- The state has withdrawn the controversial gazette notice that announced substantial increases in charges for critical documents such as identity cards, passports, and government staff badges.
- The State Department for Immigration and Citizen Services has also been instructed to conduct and complete public participation by December 10, 2023, to gather valuable feedback from the citizens.
The state has withdrawn the controversial gazette notice that announced substantial increases in charges for critical documents such as identity cards, passports, and government staff badges.
The move comes after public outcry and concerns over the financial burden this would place on citizens.
Kenya Gazette Notice No. 15239 of 2023, 15240 of 2023, 15241 of 2023, and 15242 of 2023, published by the Cabinet Secretary for Interior and National Administration, has been revoked to allow for more public participation on the matter.
In a statement released on Tuesday, Cabinet Secretary for the Interior and National Administration, Kithure Kindiki, clarified the government's position.
"The decision to withdraw the notices is to facilitate more extensive public involvement. We recognize the concerns raised by the citizens, and we want to ensure their voices are heard," Kindiki stated.
Instead of implementing the initially proposed increases, the Cabinet Secretary has published new intended charges, fees, and levies for the same services, slated to take effect on January 1, 2024.
The State Department for Immigration and Citizen Services has also been instructed to conduct and complete public participation by December 10, 2023, to gather valuable feedback from the citizens.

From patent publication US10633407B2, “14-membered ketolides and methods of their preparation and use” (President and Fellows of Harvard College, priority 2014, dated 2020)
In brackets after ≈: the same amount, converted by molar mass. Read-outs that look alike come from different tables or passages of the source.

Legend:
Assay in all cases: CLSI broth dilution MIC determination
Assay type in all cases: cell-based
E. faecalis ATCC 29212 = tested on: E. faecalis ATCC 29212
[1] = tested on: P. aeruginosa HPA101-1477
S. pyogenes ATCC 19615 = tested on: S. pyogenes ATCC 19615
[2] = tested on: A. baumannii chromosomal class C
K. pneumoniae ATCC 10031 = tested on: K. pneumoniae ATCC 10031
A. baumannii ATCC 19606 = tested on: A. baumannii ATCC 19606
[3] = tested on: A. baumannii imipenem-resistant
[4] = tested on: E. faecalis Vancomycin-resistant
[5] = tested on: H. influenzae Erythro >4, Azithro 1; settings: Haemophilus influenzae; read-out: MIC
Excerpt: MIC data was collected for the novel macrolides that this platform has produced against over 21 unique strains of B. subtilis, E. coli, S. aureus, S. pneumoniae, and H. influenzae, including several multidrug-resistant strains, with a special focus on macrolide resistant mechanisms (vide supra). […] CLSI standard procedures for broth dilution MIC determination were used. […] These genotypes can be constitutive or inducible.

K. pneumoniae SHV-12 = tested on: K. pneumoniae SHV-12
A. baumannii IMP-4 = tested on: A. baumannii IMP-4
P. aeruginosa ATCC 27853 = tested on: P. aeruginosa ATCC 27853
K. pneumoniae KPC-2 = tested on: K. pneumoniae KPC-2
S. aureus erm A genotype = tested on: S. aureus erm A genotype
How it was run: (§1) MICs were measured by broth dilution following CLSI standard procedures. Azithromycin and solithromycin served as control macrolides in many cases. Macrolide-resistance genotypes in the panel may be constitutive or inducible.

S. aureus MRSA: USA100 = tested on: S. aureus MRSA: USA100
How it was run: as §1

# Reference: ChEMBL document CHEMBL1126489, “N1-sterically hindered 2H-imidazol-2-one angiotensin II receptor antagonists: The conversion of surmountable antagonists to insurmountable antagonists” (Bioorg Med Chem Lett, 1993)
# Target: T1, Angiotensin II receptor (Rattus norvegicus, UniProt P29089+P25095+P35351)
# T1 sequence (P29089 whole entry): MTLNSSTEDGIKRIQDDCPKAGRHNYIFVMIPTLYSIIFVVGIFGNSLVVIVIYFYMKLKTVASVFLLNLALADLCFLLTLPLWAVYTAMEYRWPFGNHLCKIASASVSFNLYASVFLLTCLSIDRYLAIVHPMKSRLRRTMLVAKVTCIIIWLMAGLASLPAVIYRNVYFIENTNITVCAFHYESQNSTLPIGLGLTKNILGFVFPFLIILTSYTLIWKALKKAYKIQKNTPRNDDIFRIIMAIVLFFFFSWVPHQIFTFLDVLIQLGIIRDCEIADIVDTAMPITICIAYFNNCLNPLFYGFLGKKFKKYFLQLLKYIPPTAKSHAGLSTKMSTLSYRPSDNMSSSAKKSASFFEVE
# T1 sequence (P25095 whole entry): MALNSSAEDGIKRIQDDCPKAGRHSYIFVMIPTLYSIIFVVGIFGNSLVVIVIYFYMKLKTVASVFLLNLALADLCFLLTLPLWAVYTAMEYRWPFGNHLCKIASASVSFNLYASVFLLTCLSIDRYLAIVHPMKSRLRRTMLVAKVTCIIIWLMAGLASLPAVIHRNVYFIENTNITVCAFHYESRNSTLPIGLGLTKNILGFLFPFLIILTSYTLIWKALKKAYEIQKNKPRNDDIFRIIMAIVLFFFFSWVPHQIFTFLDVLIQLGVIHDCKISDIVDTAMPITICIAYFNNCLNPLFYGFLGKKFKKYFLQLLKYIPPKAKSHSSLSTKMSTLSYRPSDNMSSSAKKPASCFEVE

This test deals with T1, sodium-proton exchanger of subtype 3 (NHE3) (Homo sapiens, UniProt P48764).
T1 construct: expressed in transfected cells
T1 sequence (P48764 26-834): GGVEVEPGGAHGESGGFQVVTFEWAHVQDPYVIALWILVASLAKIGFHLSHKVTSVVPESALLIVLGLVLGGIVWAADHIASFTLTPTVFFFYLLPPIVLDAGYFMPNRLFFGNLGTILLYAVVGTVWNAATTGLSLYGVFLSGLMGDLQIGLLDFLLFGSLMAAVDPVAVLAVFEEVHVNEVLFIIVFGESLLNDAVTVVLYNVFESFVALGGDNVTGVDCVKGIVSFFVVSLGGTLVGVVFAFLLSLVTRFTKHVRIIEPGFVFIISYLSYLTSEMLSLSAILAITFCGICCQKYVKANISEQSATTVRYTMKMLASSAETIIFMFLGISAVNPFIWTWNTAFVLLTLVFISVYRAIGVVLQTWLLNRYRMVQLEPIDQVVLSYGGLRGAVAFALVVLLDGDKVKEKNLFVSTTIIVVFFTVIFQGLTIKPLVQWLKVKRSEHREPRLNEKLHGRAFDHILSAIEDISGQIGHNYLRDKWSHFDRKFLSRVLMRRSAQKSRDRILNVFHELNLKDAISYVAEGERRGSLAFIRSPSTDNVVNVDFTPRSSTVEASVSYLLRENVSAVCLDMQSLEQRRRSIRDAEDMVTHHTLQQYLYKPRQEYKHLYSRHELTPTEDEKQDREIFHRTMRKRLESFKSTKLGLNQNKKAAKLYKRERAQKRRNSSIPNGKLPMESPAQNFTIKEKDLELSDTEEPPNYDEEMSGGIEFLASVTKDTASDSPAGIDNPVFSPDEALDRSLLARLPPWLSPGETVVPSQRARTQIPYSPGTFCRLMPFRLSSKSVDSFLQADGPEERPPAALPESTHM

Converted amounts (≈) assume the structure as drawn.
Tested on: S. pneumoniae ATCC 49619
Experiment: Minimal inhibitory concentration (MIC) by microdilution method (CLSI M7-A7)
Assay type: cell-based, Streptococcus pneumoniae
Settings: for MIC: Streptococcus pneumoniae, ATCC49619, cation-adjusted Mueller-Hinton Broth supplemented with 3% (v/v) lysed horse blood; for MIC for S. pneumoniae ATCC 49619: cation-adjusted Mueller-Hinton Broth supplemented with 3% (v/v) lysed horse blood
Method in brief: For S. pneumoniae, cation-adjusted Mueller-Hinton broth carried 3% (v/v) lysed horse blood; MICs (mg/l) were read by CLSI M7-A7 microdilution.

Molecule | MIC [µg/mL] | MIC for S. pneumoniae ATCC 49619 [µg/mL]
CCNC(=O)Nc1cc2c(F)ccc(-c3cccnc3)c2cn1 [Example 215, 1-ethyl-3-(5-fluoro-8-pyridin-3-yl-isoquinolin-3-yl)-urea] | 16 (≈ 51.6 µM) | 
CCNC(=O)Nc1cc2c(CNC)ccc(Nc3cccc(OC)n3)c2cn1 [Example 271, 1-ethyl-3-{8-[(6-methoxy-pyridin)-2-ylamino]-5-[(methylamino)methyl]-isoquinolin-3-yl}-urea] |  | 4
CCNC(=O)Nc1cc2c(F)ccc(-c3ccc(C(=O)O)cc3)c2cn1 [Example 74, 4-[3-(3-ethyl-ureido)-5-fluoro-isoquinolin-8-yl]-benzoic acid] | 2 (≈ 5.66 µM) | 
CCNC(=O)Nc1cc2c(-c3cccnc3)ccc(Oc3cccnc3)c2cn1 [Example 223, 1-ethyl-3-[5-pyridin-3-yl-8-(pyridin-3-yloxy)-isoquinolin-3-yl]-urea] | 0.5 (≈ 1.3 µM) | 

The rationale behind the proposed adjustments, as outlined by Kindiki, is to secure Kenya's self-reliance in financing the National Budget.
He emphasized the need to reduce reliance on unsustainable debt, which poses significant threats to the nation's sovereignty and the dignity of future generations.
Notably, the new intended charges, fees, and levies have been crafted to incorporate the views of the public received after the publication of the revoked Gazette Notices.
This somewhat demonstrates a commitment to inclusivity and responsiveness to the concerns raised by the citizens.
Addressing a specific concern, Kindiki stated, "On the particular issue of acquisition of National Identity Cards by previously not registered citizens, the Government shall defray the costs of the revised charges, fees, and levies through a waiver for indigent Kenyans who demonstrate inability to pay."
This move reflects a consideration of the economic challenges faced by certain segments of the population.
Last week, the High Court suspended the gazette notice after a Nakuru-based doctor Dr. Magare Gikenyi filed a petition challenging the arbitrary nature of the increases and their potential impact on ordinary Kenyans.
In light of these developments, the government aims to strike a balance between fiscal responsibility and the welfare of its citizens.
The withdrawal of the contentious gazette notice and the commitment to public participation underscore the importance of inclusive governance in shaping policies that directly impact the lives of the Kenyan people.